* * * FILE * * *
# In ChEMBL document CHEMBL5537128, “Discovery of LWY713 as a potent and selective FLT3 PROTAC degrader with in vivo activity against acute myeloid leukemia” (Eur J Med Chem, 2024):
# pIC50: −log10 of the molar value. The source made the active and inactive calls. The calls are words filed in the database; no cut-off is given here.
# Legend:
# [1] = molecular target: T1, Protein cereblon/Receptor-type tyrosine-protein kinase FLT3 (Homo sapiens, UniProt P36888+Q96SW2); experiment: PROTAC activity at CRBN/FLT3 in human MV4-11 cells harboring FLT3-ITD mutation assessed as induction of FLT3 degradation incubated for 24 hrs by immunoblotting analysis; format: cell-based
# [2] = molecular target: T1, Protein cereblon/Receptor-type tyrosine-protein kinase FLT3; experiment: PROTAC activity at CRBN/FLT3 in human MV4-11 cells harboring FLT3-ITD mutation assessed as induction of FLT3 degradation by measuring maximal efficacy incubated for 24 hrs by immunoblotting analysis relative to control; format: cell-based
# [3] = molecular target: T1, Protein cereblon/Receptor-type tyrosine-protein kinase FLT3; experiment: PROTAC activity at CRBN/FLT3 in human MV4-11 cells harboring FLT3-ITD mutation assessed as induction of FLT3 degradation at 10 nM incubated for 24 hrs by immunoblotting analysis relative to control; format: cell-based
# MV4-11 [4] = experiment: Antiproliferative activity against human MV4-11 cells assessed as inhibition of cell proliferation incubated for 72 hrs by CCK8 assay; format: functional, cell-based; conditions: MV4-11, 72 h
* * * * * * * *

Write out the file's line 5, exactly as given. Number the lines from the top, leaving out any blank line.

# [2] = molecular target: T1, Protein cereblon/Receptor-type tyrosine-protein kinase FLT3; experiment: PROTAC activity at CRBN/FLT3 in human MV4-11 cells harboring FLT3-ITD mutation assessed as induction of FLT3 degradation by measuring maximal efficacy incubated for 24 hrs by immunoblotting analysis relative to control; format: cell-based